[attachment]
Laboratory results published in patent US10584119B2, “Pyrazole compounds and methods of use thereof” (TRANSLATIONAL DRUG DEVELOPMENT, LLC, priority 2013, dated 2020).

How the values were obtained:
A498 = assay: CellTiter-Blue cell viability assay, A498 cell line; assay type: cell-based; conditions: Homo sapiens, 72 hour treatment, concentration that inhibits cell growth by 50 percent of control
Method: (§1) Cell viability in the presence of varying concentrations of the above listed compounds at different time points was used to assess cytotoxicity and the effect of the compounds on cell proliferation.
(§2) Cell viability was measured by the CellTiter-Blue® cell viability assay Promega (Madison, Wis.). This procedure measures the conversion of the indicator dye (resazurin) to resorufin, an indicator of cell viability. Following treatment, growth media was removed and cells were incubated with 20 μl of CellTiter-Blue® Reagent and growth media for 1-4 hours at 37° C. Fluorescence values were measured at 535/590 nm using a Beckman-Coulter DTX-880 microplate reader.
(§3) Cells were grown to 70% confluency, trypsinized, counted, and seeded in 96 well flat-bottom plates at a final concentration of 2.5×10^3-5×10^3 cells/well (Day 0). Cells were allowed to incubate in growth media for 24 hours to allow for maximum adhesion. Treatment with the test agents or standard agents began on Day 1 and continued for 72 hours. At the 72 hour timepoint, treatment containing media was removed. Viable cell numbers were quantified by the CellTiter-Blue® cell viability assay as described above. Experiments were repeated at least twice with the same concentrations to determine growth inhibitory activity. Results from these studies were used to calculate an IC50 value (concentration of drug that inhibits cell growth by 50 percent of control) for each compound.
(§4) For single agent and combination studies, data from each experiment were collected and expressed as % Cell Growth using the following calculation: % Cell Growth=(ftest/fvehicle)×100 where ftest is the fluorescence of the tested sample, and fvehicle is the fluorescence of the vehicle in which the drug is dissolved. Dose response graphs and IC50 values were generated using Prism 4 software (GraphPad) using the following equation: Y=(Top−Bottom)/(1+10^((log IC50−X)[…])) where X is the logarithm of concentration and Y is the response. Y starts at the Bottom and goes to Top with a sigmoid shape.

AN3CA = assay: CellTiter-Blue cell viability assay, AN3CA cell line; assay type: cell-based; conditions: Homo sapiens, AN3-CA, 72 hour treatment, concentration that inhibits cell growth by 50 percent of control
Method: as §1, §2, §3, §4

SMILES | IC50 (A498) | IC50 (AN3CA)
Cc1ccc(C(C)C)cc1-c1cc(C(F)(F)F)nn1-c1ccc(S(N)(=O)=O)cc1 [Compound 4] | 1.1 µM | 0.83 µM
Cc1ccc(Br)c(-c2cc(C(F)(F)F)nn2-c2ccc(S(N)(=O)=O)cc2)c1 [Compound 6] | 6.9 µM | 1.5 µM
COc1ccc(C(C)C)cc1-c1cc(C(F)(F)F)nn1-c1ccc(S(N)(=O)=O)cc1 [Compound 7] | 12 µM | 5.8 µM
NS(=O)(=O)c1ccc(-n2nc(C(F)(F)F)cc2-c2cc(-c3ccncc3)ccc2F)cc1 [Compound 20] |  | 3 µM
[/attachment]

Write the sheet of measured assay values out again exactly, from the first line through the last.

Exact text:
Laboratory results published in patent US10584119B2, “Pyrazole compounds and methods of use thereof” (TRANSLATIONAL DRUG DEVELOPMENT, LLC, priority 2013, dated 2020).

How the values were obtained:
A498 = assay: CellTiter-Blue cell viability assay, A498 cell line; assay type: cell-based; conditions: Homo sapiens, 72 hour treatment, concentration that inhibits cell growth by 50 percent of control
Method: (§1) Cell viability in the presence of varying concentrations of the above listed compounds at different time points was used to assess cytotoxicity and the effect of the compounds on cell proliferation.
(§2) Cell viability was measured by the CellTiter-Blue® cell viability assay Promega (Madison, Wis.). This procedure measures the conversion of the indicator dye (resazurin) to resorufin, an indicator of cell viability. Following treatment, growth media was removed and cells were incubated with 20 μl of CellTiter-Blue® Reagent and growth media for 1-4 hours at 37° C. Fluorescence values were measured at 535/590 nm using a Beckman-Coulter DTX-880 microplate reader.
(§3) Cells were grown to 70% confluency, trypsinized, counted, and seeded in 96 well flat-bottom plates at a final concentration of 2.5×10^3-5×10^3 cells/well (Day 0). Cells were allowed to incubate in growth media for 24 hours to allow for maximum adhesion. Treatment with the test agents or standard agents began on Day 1 and continued for 72 hours. At the 72 hour timepoint, treatment containing media was removed. Viable cell numbers were quantified by the CellTiter-Blue® cell viability assay as described above. Experiments were repeated at least twice with the same concentrations to determine growth inhibitory activity. Results from these studies were used to calculate an IC50 value (concentration of drug that inhibits cell growth by 50 percent of control) for each compound.
(§4) For single agent and combination studies, data from each experiment were collected and expressed as % Cell Growth using the following calculation: % Cell Growth=(ftest/fvehicle)×100 where ftest is the fluorescence of the tested sample, and fvehicle is the fluorescence of the vehicle in which the drug is dissolved. Dose response graphs and IC50 values were generated using Prism 4 software (GraphPad) using the following equation: Y=(Top−Bottom)/(1+10^((log IC50−X)[…])) where X is the logarithm of concentration and Y is the response. Y starts at the Bottom and goes to Top with a sigmoid shape.

AN3CA = assay: CellTiter-Blue cell viability assay, AN3CA cell line; assay type: cell-based; conditions: Homo sapiens, AN3-CA, 72 hour treatment, concentration that inhibits cell growth by 50 percent of control
Method: as §1, §2, §3, §4

SMILES | IC50 (A498) | IC50 (AN3CA)
Cc1ccc(C(C)C)cc1-c1cc(C(F)(F)F)nn1-c1ccc(S(N)(=O)=O)cc1 [Compound 4] | 1.1 µM | 0.83 µM
Cc1ccc(Br)c(-c2cc(C(F)(F)F)nn2-c2ccc(S(N)(=O)=O)cc2)c1 [Compound 6] | 6.9 µM | 1.5 µM
COc1ccc(C(C)C)cc1-c1cc(C(F)(F)F)nn1-c1ccc(S(N)(=O)=O)cc1 [Compound 7] | 12 µM | 5.8 µM
NS(=O)(=O)c1ccc(-n2nc(C(F)(F)F)cc2-c2cc(-c3ccncc3)ccc2F)cc1 [Compound 20] |  | 3 µM